Singapore mission gets new premises

DUBAI — The cooperation between Singapore and the UAE in trade and tourism is expected to grow further with the improvement of consular services after the shifting of Singapore’s Consulate-General to a more convenient and spacious location in Satwa recently.



By Criselda E. Diala

Published: Sun 20 May 2007, 8:38 AM

Last updated: Sun 5 Apr 2015, 4:26 AM

Dileep Nair, Consul-General of the Singaporean Consulate, said that the office space they used to occupy at the Sultan Business Centre near Lamcy Plaza was insufficient to cater to the influx of guests and visa applicants that they received on a daily basis.

"Everyday we receive an average of 100 visa applications and this figure reaches to 200 during pre-holiday seasons since lots of foreign residents from the UAE would want to travel to Singapore,” Nair began.

Because of the growing number of applicants, the consul-general said people often had to wait along the corridor as they can no longer be accommodated inside the office. "I believe that spoke of poor service so we pursued the intention of finding a more spacious location. We wanted the public to be served well because that will be a reflection of the country that we represent," he said.

Nair added that they initially sought additional office space within the Sultan Business Centre, where the International Enterprise Singapore (IES) is also located, but to no avail. "Commercial space is a bit hard to come by so we instructed our broker to look for a residential villa that we can convert into an office," he said.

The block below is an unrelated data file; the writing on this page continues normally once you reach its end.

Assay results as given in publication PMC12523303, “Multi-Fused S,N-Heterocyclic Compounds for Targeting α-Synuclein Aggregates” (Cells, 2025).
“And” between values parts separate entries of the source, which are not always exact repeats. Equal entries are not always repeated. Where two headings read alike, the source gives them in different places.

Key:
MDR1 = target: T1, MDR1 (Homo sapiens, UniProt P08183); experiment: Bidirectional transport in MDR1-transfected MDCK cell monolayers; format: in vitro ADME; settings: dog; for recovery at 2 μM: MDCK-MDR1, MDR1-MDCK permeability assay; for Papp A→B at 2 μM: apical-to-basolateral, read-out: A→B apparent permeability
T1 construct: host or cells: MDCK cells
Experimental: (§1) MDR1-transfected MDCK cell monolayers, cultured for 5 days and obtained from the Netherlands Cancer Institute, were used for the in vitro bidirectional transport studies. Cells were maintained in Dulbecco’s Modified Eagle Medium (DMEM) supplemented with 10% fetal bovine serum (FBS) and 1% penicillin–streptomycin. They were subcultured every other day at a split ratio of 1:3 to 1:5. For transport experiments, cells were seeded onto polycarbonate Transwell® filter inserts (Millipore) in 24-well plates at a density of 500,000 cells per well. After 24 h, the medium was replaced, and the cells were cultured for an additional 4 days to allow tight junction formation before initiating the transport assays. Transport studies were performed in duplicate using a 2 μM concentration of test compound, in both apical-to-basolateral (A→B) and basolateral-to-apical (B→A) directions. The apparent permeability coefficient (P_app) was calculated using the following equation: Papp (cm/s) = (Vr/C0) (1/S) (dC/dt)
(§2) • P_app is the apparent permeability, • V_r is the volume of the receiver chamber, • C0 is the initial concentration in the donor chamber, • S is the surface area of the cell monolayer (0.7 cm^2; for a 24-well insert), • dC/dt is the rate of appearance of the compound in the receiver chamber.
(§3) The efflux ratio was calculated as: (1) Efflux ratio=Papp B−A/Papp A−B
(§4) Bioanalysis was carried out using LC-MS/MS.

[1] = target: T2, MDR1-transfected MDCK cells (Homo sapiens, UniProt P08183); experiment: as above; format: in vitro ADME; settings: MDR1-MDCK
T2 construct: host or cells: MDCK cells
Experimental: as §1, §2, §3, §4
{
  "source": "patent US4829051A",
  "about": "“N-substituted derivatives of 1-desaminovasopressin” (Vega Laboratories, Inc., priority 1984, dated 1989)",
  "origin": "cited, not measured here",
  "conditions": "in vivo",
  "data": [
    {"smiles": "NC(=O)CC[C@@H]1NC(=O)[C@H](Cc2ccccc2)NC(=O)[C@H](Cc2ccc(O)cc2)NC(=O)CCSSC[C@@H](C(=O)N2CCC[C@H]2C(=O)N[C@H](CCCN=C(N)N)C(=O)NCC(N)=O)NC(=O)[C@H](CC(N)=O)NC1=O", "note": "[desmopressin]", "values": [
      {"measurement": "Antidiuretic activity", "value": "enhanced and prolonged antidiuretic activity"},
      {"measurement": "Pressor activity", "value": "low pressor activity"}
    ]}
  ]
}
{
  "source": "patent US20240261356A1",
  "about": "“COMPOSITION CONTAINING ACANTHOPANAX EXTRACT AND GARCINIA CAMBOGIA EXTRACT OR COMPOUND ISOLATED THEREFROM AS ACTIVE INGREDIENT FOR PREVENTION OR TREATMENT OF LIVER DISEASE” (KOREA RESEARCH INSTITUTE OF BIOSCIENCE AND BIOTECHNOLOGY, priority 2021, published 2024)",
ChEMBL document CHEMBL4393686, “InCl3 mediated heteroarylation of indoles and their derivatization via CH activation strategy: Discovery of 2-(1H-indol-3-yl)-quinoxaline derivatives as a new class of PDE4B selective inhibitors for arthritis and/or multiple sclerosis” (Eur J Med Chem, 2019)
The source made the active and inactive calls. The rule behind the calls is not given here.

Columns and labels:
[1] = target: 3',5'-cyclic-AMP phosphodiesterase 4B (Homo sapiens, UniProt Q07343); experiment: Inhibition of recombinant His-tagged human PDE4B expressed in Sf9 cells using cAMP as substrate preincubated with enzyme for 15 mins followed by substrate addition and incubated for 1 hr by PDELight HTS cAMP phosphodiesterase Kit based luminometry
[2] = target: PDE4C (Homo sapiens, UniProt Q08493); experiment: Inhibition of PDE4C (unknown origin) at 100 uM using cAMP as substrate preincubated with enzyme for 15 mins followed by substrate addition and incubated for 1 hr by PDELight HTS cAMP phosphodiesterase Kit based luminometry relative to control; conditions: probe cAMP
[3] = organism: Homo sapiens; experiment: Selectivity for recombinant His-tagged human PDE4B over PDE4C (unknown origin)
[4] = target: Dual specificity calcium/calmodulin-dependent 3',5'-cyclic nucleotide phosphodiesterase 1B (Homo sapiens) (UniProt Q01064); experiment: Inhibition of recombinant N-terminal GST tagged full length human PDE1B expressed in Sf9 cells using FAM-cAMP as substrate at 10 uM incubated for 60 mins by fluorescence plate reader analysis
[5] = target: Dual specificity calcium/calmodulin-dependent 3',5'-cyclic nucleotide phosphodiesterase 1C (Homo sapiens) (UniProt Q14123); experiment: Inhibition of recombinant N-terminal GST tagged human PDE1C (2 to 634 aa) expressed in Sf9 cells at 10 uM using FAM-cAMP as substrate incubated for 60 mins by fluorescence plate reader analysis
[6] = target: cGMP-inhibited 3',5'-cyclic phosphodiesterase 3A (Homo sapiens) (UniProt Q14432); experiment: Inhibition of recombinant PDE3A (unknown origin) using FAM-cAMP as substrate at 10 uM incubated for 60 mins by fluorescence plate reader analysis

The Singaporean Consulate General, which has the official address Villa No. 124, Street 30d, Community No. 334 in Satwa, is a relatively new multi-roomed property located two blocks away from Shaikh Zayed Road. A detailed location map can be downloaded from http://www.mfa.gov.sg/dubai, the consulate’s official web site.

Aside from having its own security system, the new consulate has adequate car parking area, conference rooms and Visa Section with electronic queuing system. Nair said they also plan to set up a Mini-Library or Resource Centre where Singaporeans can get themselves updated on latest news and events in their home country.

Currently, the bilateral trade and tourism relations between Singapore and the UAE are continuing to exhibit an uphill climb, prompting the Southeast Asian country to establish an embassy in Abu Dhabi by the end of the year, according to Nair. “The interaction has been very active and we’re expecting it to be even better in the coming years,” he said.

In 2006, the two-way trade revenue between both countries reached $7.6 billion which is 12 per cent higher than the previous year. The trade relations has been mainly in favour of the UAE as it accounted for $4.3 billion of the total.

Singapore tourism, however, has been in demand among UAE travellers, particularly among the locals since they are not required to apply for a tourist visa to enter the city-state. UAE tourist arrivals in Singapore last year totalled 34,000, posting a substantial hike of 21 per cent over the 2005 figures.


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